Attendees inspect the Osram Licht AG exhibition stand during the Building + Light trade fair in Frankfurt, Germany. (Photographer: Martin Leissl/Bloomberg)

Bain, Carlyle Are Weighing a Joint Bid for Germany’s Osram

(Bloomberg) -- Osram Licht AG is in talks with Bain Capital and Carlyle Group LP about a potential takeover of the German lighting manufacturer, a move that would take the business private less than 18 months after Siemens AG sold off the last of its stake.

The two U.S. buyout firms are considering a joint acquisition, Munich-based Osram said in a statement Wednesday, after Bloomberg News reported the talks. The suitors are conducting due diligence and could make a bid by the end of March, people familiar with the matter have said.

Osram shares surged 14 percent to 40 euros at the close in Frankfurt, their biggest gain since November, valuing the company at about 3.9 billion euros ($4.4 billion).

The headlamp maker has struggled since it was cut loose by Siemens, with the shares more than halving last year before speculation of takeover interest started to circulate. Osram’s performance is closely tied to the automotive industry, and in January the company warned that a rout in the parts market had accelerated in December, exacerbating problems caused by weak growth in China.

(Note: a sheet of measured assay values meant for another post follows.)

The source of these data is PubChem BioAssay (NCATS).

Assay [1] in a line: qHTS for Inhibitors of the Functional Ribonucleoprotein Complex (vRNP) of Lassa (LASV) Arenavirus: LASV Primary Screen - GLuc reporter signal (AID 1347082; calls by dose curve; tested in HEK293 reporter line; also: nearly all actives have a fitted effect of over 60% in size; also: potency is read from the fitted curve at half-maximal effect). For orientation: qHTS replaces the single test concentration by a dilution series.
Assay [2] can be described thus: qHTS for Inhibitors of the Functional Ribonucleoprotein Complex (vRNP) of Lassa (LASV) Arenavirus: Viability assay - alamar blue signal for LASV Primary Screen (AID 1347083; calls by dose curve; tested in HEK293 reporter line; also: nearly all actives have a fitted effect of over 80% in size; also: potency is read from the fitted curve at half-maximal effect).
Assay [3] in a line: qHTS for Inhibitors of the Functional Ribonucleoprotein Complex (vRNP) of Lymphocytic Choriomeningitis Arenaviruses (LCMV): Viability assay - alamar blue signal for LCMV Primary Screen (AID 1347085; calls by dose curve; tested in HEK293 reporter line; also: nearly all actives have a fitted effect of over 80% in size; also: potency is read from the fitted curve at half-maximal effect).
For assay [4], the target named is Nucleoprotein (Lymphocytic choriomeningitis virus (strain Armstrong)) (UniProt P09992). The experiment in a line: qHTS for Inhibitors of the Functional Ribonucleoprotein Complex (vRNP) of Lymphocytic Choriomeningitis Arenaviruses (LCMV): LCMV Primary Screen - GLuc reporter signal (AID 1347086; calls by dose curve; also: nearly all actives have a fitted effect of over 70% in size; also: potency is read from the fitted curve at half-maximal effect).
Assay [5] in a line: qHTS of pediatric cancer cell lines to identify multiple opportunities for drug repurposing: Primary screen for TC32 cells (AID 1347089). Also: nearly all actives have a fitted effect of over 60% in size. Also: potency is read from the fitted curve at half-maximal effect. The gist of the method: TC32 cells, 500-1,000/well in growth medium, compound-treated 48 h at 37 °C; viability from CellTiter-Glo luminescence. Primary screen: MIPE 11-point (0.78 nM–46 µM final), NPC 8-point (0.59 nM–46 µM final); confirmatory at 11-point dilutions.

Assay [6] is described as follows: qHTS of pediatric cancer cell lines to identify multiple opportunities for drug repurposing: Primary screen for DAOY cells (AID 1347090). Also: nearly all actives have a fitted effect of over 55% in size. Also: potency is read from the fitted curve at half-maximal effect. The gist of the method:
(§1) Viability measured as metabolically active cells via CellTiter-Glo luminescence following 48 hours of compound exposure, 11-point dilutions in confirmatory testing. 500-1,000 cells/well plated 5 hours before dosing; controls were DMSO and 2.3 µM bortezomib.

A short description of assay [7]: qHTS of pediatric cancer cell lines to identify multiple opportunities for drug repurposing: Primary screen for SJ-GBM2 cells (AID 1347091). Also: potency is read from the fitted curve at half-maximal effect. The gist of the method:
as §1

Private Cash

That’s attracted the attention of private equity firms, which are flush with cash and looking for deals in depressed sectors. Hellman & Friedman agreed to pay $11 billion for U.S.-based human-resources firm Ultimate Software Group earlier this month, while Apollo Global Management is attempting to buy British packaging maker RPC Group Plc for 3.32 billion pounds ($4.34 billion). The amount of capital available to fund managers has risen to $2.1 trillion, according to data provider Preqin.

The number of private equity buyouts larger than $1 billion has been growing since the financial crisis and hit a high of 74 last year, the most since 2007, according to data compiled by Bloomberg.

The talks “support our case that Osram is fundamentally a good business going through a difficult patch,” Jefferies analysts including Peter Reilly said in a note. “The underlying problems have been weaker-than-expected auto and smartphone production rates,” which are “outside Osram’s immediate control,” they said.

Osram management should expect a large premium to the current share price due to last year’s declines, the analysts said.

The talks with Bain and Carlyle are ongoing and no final decisions have been made, Osram said in its statement. The company also makes laser diodes for iris scanners in modern smartphones, as well as components for heartbeat sensors in smart waches.

The German company would welcome all types of new investors -- including activists or private equity firms -- if they back the company’s strategy, Chief Financial Officer Ingo Bank said in an interview with Bloomberg Television this month.

©2019 Bloomberg L.P.